Likewise, the UST argues that the Movant’s involvement does not satisfy section 503(b)(3)(D) because he did not directly and materially contribute to the Debtors’ case. [24] The Movant’s routine actions were in the ordinary course of representing his interests. Even if the Movant’s actions benefited the Gift Card Claim Holders, the UST contends that any benefit the estate received was incident to the Movant protecting his own interests. The UST asserts that the Movant’s two main litigation initiatives—the Class Certification Motion and objecting to the Settlement—were both aimed at furthering his own position in this case. The UST contends therefore that the Movant has not shown his efforts directly benefited the entire case.


Section 503(b)(4) allows a court to grant an administrative expense claim for “reasonable compensation for professional services rendered by an attorney or accountant of an entity whose expenses is allowable under . . . [section 503(b)(3)(D)].” Allowance of attorneys’ fees under section 503(b)(4) is therefore contingent upon establishing a claim under section 503(b)(3)(D). See Xifaras v. Morad (In re Morad), 328 B.R. 264, 269 (B.A.P. 1st Cir. 2005) (holding that legal fees under section 503(b)(4) are allowable only if a creditor can demonstrate a qualifying occurrence under section 503(b)(3)). That subsection provides, in relevant part, that the court may allow “the actual, necessary expenses, . . . incurred by a creditor . . . in making a substantial contribution in a case under chapter 9 or 11 of this title . . . .” 11 U.S.C. § 503(b)(3)(D) (emphasis added). The burden rests with the movant to prove by a preponderance of the evidence that it made a substantial contribution to the debtor’s case. E.g., In re Bayou Grp., LLC, 431 B.R. 549, 557 (Bankr. S.D.N.Y. 2010) ; In re Syntax-Brillian Corp., No. 08-11407, 2009 WL 1606474, at *2 (Bankr. D. Del. June 5, 2009). A movant’s acts are analyzed in hindsight with particular scrutiny upon the actual benefits provided to the entire bankruptcy case. In re Worldwide Direct, Inc., 334 B.R. 112, 121 (Bankr. D. Del. 2005) .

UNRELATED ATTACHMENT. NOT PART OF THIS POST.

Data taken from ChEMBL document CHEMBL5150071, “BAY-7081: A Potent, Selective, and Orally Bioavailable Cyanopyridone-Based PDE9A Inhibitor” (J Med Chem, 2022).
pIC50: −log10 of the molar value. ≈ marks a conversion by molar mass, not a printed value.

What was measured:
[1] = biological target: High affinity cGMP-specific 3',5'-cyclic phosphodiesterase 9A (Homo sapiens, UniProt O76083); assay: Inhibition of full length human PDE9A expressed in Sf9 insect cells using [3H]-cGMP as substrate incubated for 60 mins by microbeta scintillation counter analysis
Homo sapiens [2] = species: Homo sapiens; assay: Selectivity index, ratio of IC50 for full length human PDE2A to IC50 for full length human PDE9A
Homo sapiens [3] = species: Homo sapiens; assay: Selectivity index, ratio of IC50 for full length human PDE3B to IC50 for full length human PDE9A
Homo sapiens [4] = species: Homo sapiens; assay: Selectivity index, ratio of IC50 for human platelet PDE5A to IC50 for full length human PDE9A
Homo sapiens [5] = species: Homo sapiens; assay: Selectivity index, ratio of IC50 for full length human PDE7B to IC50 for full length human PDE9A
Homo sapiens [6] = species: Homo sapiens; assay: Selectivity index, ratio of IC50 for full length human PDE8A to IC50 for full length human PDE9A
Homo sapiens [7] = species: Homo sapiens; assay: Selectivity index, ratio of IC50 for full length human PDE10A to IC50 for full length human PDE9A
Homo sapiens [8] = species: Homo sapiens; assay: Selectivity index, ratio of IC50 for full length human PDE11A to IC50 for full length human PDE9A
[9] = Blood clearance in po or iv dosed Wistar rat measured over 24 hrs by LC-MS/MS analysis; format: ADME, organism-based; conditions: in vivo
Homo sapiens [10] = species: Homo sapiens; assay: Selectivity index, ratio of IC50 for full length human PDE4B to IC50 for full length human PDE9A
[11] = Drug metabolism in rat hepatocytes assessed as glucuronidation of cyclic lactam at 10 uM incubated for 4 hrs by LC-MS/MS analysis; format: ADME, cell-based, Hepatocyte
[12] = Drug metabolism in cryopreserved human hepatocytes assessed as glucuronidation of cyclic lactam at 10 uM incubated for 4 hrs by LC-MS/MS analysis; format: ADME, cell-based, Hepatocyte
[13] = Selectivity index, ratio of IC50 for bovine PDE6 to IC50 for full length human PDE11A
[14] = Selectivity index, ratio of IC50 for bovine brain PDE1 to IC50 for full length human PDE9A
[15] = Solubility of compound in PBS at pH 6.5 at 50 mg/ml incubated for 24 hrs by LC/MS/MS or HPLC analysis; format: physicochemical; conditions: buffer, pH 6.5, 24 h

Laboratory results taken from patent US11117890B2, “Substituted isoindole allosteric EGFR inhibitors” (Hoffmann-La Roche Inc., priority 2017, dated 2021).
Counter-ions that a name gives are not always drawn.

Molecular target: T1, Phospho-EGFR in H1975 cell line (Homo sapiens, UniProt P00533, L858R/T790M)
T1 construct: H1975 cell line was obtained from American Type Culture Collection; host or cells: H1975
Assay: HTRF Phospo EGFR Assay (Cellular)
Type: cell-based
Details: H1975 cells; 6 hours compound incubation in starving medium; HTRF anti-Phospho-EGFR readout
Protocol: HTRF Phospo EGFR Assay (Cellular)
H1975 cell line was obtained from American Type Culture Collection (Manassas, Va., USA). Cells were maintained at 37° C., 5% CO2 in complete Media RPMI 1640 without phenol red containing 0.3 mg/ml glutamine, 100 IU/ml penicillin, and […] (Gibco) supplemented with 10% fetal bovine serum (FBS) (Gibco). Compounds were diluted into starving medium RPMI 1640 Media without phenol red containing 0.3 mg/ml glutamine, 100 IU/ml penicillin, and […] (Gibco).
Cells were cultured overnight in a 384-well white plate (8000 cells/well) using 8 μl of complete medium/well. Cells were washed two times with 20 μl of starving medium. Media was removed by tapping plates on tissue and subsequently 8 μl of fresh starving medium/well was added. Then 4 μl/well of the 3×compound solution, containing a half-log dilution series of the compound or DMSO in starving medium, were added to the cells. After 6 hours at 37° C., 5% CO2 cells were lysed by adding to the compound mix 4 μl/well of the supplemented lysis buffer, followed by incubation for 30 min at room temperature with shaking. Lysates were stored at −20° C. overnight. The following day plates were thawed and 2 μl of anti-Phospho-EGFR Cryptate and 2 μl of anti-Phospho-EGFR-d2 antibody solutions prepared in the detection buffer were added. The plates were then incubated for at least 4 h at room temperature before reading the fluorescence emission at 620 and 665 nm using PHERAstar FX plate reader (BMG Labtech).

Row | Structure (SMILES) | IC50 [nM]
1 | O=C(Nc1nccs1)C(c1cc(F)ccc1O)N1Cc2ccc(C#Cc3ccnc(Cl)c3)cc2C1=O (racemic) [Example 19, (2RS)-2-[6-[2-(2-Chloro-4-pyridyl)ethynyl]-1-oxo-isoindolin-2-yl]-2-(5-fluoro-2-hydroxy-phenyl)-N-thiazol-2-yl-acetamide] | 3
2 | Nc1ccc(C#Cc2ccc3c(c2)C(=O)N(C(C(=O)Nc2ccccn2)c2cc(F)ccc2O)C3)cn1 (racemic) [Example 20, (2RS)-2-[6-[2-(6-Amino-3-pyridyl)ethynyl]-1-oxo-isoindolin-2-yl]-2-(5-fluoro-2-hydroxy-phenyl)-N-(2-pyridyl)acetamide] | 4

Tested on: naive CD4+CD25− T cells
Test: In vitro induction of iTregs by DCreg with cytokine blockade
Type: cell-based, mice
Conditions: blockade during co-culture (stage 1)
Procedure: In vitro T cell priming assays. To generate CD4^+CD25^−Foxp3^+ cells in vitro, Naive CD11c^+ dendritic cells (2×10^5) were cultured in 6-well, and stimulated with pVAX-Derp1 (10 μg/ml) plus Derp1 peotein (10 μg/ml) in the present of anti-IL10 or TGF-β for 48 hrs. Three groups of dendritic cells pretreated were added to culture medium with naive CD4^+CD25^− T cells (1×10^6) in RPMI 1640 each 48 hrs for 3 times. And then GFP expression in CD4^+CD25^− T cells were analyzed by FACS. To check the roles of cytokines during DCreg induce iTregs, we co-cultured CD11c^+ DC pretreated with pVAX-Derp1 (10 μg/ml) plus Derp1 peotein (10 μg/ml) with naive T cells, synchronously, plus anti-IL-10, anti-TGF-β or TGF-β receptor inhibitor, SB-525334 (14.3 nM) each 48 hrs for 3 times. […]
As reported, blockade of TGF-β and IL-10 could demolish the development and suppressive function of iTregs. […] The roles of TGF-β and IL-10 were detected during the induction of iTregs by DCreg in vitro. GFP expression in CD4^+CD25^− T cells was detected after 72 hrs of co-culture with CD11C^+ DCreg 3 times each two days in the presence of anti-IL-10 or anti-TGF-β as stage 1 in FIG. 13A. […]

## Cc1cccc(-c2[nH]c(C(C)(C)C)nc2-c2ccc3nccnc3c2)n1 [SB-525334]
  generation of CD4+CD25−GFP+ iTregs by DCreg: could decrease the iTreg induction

Section 503(b)(3)(D) aims to balance two objectives: encouraging meaningful creditor participation in the chapter 11 process while keeping administrative expenses to a minimum to enhance creditor recoveries. Lebron v. Mechem Fin. Inc., 27 F.3d 937, 944 (3d Cir. 1994) . Because the Bankruptcy Code does not define “substantial contribution,” courts have relied on these competing yet equally important policy objectives in formulating a standard that seeks to strike a balance between the two. While courts differ slightly on what constitutes a substantial contribution, nearly all courts agree that the contribution must provide a “tangible, clearly demonstrable benefits to the estate.” 5 Collier on Bankruptcy, ¶ 503.10[a] (Alan N. Resnick & Henry J. Sommer eds., 15th ed. 2015) (collecting cases). As with all of the Bankruptcy Code’s priority statutes, section 503(b)(3) is strictly construed to keep administrative expenses at a minimum. In re Columbia Gas Sys., Inc., 224 B.R. 540, 548 (Bankr. D. Del. 1998) . “[C]ompensation under section 503 is reserved for those rare and extraordinary circumstances when the creditor’s involvement truly enhances the administration of the estate.” In re Dana Corp., 390 B.R. 100, 108 (Bankr. S.D.N.Y. 2008) .